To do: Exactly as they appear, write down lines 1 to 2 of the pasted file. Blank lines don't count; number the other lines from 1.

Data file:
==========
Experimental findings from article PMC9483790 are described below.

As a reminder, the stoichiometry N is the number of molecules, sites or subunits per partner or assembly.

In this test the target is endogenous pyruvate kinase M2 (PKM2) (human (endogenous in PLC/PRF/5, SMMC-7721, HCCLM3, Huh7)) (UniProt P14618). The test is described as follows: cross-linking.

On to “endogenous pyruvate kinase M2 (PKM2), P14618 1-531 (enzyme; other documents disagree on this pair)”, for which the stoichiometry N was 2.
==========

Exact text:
Experimental findings from article PMC9483790 are described below.

As a reminder, the stoichiometry N is the number of molecules, sites or subunits per partner or assembly.